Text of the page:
8. Lessee - dress code - when in the bouldering area, men must be shirtless, and either: 1) sitting dejectedly in gravel; 2) pantomiming and spraying about the sequence of some V-9 desperate; or 3) spotting by standing way back from the wall with arms crossed. Women - same rules apply, but must be in sport top - extra style points for low-slung pants showing off your t-backs. For the rarified atmosphere of the true gym ethical elite - only tape on lead. And don't worry, Dwayner, Greg Child flunked his belay test at SG, too, and he's probably almost as good of a climber as you.
  9. Was down there for the weekend, but was a selfish bastard and went climbing, as I had the girlfriend along, and was showing another pair of friends around there for the first time. A couple of my friends put in some sweat equity, tho'. It looked like they had a good turnout- things I noted: - the usual shoring up of the steps on the front side - putting up wooden fences around the Morning Glory Wall and Bunny Face (?) areas to help keep folks to the trails in the constant battle against erosion there. - improving some belay stances along sloping surfaces by hauling rocks and/or backfilling behind wire mesh - cleaning chalk of some of the routes on Morning Glory (Gumby, etc.) - not that it will do much good, but it was hoped to decrease some of the visual impact. I'm sure other stuff was done, but that's what I observed while there - oh, 70's in the sun - chased shade.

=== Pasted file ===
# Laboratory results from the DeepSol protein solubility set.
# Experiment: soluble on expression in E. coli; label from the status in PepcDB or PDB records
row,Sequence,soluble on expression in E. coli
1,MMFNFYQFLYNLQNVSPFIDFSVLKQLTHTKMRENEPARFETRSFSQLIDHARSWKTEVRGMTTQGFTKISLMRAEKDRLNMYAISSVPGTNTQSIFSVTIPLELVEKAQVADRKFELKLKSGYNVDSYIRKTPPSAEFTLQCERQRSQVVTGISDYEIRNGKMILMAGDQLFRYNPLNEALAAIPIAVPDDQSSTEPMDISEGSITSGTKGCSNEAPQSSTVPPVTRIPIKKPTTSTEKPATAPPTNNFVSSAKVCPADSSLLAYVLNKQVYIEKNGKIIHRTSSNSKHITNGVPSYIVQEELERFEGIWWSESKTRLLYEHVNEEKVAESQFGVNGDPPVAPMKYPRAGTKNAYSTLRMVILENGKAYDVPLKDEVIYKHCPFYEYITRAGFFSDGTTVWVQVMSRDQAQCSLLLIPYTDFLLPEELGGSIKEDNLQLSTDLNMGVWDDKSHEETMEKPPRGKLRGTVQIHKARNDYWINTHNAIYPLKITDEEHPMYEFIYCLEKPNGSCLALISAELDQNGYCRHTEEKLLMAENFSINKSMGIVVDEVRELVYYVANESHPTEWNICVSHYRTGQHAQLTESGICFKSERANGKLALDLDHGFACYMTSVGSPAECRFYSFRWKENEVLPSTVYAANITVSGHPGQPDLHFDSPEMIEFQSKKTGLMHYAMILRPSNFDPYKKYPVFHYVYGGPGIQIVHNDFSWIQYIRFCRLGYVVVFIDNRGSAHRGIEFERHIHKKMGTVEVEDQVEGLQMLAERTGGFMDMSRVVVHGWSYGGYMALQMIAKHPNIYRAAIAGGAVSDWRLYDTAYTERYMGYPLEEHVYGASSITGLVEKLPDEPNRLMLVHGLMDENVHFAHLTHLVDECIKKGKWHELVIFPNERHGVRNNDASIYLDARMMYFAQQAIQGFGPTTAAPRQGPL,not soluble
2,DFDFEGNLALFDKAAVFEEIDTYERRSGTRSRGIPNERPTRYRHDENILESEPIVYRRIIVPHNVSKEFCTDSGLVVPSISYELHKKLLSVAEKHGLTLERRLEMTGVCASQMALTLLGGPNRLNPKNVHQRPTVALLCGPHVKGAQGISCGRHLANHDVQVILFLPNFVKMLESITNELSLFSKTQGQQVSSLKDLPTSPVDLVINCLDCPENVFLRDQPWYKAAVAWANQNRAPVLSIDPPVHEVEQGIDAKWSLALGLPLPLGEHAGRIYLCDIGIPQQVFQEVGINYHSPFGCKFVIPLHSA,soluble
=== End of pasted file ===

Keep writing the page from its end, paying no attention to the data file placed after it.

10. Yes! Yes! I have Seen The Light! Hallelulah!! From this day forward I will only: Place My Own Draws! No pussy pinkpoints for me! Return my Stick-clip to its Rightful Calling as a paintbrush extension handle! Yo-Yo all failed redpoint attempts in the spirit of our Trad Forebearers! Doff my Stylish Lycra Duds for my new, Keepin' it To The Core Burlap Tights and Hairshirt! And if I Cannot Free the Move, I will Return to the Ways of the Old Ones and Bathook, Pound Pins, Build Bolt Ladders, and Weld Bashies, for it is the Getting to the Top, and not the Style that is Paramount! To Bolt or Not to Be, Here I Come! Can I get an 'Amen!' from the congregation? Yeah, Brother! [ 04-22-2002, 11:34 AM: Message edited by: glacier ]